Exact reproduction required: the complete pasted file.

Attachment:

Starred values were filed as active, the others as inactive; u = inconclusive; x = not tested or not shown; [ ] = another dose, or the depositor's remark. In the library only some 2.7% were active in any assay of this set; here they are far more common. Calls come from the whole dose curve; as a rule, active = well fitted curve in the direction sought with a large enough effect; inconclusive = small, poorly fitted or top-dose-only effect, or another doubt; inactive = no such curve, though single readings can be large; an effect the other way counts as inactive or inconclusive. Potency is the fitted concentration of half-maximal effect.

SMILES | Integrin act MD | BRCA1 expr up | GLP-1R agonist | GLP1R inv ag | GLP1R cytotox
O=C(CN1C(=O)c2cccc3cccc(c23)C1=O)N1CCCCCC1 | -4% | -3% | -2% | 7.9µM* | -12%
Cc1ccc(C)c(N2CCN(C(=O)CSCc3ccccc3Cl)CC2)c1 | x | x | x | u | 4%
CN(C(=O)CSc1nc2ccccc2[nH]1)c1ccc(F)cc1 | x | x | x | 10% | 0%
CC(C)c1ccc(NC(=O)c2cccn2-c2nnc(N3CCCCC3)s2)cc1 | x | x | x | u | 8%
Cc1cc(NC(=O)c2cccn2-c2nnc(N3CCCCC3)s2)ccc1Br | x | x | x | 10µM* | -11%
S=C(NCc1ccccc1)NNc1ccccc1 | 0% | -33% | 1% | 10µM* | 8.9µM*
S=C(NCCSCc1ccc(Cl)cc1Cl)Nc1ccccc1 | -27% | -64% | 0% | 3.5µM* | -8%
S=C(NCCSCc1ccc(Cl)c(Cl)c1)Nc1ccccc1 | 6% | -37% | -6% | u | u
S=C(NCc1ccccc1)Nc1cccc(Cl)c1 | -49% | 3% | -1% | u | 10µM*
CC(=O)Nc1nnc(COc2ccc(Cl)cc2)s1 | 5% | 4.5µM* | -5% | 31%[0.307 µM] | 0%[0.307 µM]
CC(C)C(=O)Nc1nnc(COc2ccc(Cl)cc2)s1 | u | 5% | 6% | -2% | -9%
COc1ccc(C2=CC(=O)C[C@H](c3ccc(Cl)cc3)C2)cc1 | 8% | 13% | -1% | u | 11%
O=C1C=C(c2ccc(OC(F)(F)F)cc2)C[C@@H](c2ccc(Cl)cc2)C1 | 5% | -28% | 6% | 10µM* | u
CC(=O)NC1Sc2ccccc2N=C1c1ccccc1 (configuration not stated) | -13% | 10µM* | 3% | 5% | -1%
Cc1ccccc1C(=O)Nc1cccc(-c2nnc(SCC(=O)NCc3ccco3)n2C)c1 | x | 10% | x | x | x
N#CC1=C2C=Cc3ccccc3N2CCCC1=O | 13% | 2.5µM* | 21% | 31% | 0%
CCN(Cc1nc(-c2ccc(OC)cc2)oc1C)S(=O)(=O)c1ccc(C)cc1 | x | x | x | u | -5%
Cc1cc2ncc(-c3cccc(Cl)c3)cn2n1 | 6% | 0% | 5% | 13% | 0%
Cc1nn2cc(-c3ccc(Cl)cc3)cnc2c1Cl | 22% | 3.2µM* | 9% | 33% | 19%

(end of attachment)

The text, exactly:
Starred values were filed as active, the others as inactive; u = inconclusive; x = not tested or not shown; [ ] = another dose, or the depositor's remark. In the library only some 2.7% were active in any assay of this set; here they are far more common. Calls come from the whole dose curve; as a rule, active = well fitted curve in the direction sought with a large enough effect; inconclusive = small, poorly fitted or top-dose-only effect, or another doubt; inactive = no such curve, though single readings can be large; an effect the other way counts as inactive or inconclusive. Potency is the fitted concentration of half-maximal effect.

SMILES | Integrin act MD | BRCA1 expr up | GLP-1R agonist | GLP1R inv ag | GLP1R cytotox
O=C(CN1C(=O)c2cccc3cccc(c23)C1=O)N1CCCCCC1 | -4% | -3% | -2% | 7.9µM* | -12%
Cc1ccc(C)c(N2CCN(C(=O)CSCc3ccccc3Cl)CC2)c1 | x | x | x | u | 4%
CN(C(=O)CSc1nc2ccccc2[nH]1)c1ccc(F)cc1 | x | x | x | 10% | 0%
CC(C)c1ccc(NC(=O)c2cccn2-c2nnc(N3CCCCC3)s2)cc1 | x | x | x | u | 8%
Cc1cc(NC(=O)c2cccn2-c2nnc(N3CCCCC3)s2)ccc1Br | x | x | x | 10µM* | -11%
S=C(NCc1ccccc1)NNc1ccccc1 | 0% | -33% | 1% | 10µM* | 8.9µM*
S=C(NCCSCc1ccc(Cl)cc1Cl)Nc1ccccc1 | -27% | -64% | 0% | 3.5µM* | -8%
S=C(NCCSCc1ccc(Cl)c(Cl)c1)Nc1ccccc1 | 6% | -37% | -6% | u | u
S=C(NCc1ccccc1)Nc1cccc(Cl)c1 | -49% | 3% | -1% | u | 10µM*
CC(=O)Nc1nnc(COc2ccc(Cl)cc2)s1 | 5% | 4.5µM* | -5% | 31%[0.307 µM] | 0%[0.307 µM]
CC(C)C(=O)Nc1nnc(COc2ccc(Cl)cc2)s1 | u | 5% | 6% | -2% | -9%
COc1ccc(C2=CC(=O)C[C@H](c3ccc(Cl)cc3)C2)cc1 | 8% | 13% | -1% | u | 11%
O=C1C=C(c2ccc(OC(F)(F)F)cc2)C[C@@H](c2ccc(Cl)cc2)C1 | 5% | -28% | 6% | 10µM* | u
CC(=O)NC1Sc2ccccc2N=C1c1ccccc1 (configuration not stated) | -13% | 10µM* | 3% | 5% | -1%
Cc1ccccc1C(=O)Nc1cccc(-c2nnc(SCC(=O)NCc3ccco3)n2C)c1 | x | 10% | x | x | x
N#CC1=C2C=Cc3ccccc3N2CCCC1=O | 13% | 2.5µM* | 21% | 31% | 0%
CCN(Cc1nc(-c2ccc(OC)cc2)oc1C)S(=O)(=O)c1ccc(C)cc1 | x | x | x | u | -5%
Cc1cc2ncc(-c3cccc(Cl)c3)cn2n1 | 6% | 0% | 5% | 13% | 0%
Cc1nn2cc(-c3ccc(Cl)cc3)cnc2c1Cl | 22% | 3.2µM* | 9% | 33% | 19%